It’s Nielsen November!
At their most typical, dragons tend towards multi-limbed varieties; the most typical variation being four legs and pair of wings. Others tend towards a pair of wings with one or no pairs of legs (wyverns) or no legs or wings (worms). Whatever their configuration, two things are certain about dragons: (1) they are reptilian and (2) they are magical.
So whatever lizard, snake, crocodile, or basilisk you encounter in the course of your day, be assured that unless you observe them doing magical things they are unlikely to be true dragons. For example, Drac’o Volans, the flying “dragon” of Southeast Asia, was mistakenly designated as a “dragon” despite its lack of magical properties… that we know of. (The flying dragon to the left, is however, the flying dragon of Wales, so chosen because William Morris was of Welch descent). So too the draconist must take care in handing out the designation “draco” as new varieties of flying reptiles are encountered.
At any rate, many draconids with configurations other than as described above also exist. Moreover, it is important for draconian scholars to understand that the definition allows for non-flying varieties. Here I introduce some from an authoritative bestiary of dragon types with their accompanying legends. It’s important to note that unless a dragon bears its own myth and legend, it’s unlikely we have ever heard about them. While that is also true for many things, it’s also poignantly true for dragons.
The Red Dragon of Wales
Two of the most famous dragons are described in Geoffrey de Monmouth’s history; and since this story includes the great magician Merlyn, the story is obviously true.
When the warlord Vortigern usurped the throne of Roman Britannia, he promptly caused the building of a great tower. Despite having hired the greatest of Roman architects, no matter what structure was built it would be torn down by the next day. Having heard of a young magician who seemed to understand architecture (the reader will recall that Merlyn would later build Camelot), Vortigem consulted with the magician on how to solve this dilemma.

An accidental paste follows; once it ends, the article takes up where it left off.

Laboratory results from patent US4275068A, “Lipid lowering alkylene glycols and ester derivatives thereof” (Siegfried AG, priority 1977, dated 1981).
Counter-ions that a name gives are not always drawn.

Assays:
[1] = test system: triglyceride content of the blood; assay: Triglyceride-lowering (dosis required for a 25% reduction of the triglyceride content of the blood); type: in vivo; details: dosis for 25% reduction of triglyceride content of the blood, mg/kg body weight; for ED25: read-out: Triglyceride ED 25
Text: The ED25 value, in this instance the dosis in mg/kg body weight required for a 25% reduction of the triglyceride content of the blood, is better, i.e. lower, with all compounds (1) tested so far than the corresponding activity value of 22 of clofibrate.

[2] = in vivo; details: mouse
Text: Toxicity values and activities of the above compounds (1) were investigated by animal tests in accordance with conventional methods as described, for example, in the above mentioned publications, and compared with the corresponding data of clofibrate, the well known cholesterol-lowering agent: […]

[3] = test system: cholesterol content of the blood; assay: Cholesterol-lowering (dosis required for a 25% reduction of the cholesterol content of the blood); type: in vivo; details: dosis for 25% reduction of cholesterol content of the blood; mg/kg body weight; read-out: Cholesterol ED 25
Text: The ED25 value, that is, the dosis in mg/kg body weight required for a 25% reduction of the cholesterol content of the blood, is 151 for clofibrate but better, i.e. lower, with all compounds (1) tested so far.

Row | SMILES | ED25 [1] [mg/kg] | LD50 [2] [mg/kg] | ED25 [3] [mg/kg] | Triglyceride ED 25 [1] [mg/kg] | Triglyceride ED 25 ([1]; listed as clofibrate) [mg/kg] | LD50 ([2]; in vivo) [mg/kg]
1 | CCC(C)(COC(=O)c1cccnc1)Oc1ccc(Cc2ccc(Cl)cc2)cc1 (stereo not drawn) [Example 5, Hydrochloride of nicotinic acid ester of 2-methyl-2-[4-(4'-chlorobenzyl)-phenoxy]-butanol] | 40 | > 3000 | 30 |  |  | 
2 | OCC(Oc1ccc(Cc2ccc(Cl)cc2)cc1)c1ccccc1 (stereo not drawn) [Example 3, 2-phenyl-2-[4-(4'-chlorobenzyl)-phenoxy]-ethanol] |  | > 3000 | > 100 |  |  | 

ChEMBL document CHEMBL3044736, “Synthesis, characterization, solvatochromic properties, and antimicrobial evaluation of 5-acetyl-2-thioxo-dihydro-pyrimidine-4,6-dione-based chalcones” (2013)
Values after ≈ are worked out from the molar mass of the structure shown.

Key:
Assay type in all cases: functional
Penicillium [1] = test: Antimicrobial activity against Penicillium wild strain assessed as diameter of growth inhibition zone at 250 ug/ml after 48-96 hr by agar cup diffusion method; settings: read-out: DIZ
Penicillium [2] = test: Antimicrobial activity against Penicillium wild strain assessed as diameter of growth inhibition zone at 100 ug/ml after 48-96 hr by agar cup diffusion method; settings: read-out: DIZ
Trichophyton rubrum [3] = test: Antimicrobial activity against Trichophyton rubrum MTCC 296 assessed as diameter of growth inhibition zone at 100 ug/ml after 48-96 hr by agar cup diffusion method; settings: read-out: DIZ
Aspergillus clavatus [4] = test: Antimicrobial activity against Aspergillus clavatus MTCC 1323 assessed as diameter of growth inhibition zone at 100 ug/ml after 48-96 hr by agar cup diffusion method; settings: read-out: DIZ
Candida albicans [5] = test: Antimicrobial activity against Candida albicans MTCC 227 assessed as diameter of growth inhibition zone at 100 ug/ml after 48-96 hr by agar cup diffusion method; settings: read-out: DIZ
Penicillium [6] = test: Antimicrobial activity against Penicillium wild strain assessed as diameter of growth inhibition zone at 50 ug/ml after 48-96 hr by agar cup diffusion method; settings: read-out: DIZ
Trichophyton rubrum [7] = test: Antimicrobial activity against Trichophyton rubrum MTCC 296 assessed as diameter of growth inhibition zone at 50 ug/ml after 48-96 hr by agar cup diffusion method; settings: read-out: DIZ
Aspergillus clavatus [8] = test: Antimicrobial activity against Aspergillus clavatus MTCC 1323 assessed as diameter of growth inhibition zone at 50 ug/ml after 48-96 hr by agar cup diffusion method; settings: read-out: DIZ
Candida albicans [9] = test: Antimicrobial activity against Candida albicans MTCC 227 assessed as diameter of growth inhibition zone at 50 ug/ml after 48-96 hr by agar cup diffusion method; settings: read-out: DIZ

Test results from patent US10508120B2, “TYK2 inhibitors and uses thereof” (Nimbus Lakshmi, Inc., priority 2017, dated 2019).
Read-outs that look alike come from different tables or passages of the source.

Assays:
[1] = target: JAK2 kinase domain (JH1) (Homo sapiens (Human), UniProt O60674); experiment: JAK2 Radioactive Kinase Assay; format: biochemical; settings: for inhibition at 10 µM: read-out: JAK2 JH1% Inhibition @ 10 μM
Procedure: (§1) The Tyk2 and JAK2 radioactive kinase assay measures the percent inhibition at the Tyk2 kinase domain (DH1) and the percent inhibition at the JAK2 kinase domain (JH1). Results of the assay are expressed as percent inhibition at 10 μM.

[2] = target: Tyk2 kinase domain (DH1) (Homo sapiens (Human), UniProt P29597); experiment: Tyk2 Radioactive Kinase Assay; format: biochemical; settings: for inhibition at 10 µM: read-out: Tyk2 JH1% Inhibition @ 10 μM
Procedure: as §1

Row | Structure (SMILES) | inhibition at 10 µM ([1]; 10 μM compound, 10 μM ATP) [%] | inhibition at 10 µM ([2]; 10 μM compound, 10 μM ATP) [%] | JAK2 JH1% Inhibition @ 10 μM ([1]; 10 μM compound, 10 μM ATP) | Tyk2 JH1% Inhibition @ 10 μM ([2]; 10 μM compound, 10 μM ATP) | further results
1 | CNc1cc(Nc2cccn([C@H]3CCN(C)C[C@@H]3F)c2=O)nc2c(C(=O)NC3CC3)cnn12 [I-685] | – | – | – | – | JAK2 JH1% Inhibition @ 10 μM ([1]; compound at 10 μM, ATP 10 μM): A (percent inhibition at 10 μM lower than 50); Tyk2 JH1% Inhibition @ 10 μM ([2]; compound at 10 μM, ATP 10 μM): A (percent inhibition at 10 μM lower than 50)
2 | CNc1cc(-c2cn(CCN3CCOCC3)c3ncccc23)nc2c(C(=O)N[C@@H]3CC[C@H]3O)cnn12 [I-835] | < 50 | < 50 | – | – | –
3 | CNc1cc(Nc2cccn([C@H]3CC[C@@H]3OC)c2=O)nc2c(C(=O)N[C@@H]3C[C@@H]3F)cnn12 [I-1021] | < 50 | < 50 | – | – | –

The young Merlyn explained that all attempts to build a tower would fail as long as two dragons were fighting under the ground. As the builders dug deeper into the earth, to their amazement they discovered that Merlyn was right, a red dragon and a white dragon were fighting in a subterranean pool underneath the location. Now liberated from their watery tomb, the two dragon continue their fight until the red dragon defeated the white dragon. Merlyn explained that the red dragon represented forces that would overthrow Vortigern. As it turns out, Uther Pendragon, the legitimate heir to the Emperor Constans in Britain and Arthur’s father, raised a dragon banner and overthrew the tyrant. Ever since then the Red Dragon has been the standard of Wales and its most readily recognizable symbol, especially since it appears on the Welsh flag and on license places.
Strangely enough, there are no more dragons in Wales. Here is the story about the last one. This is a story about a “worm,” as wingless, legless dragons are typically called. But let the reader be warned, as the Lambton family learned, that they are magical nevertheless.
The Lambton Worm
John Lambton was a rebellious fellow who skipped church one Sunday to go fishing. While enjoying this break from devotion, he fished out a small dragon no larger than his thumb (some say it was much bigger). An old man passing by saw this and told the recalcitrant John that he had caught the Devil. John believed him and threw the creature down a well. In order to make up for his rebelliousness, John then left for the Crusades, forgetting all about the dragon.
As the years passed, the dragon grew larger and poisoned the well, because that is what worms magically do when left in water. The villagers noticed that livestock were missing and in the process of looking for the missing livestock, discovered the traks of the dragon all over a nearby hill. Alas, John’s family became destitute as the dragon ravaged the Lambton estate.
Many years passed. John returned from the Crusades and was distraught to learn of the troubles at home. Upon consulting a witch, he learned that he was the one responsible for the Worm and therefore it must be he who would kill it. But the witch also warned him that because of the dragon’s magic, John must also kill the first living thing he encounters after killing the dragon or else the Lambton family would be forever cursed! So John told his family that upon killing the dragon, he would sound his horn three times, after which they must release a hound for John to kill and ward off the dragon’s curse.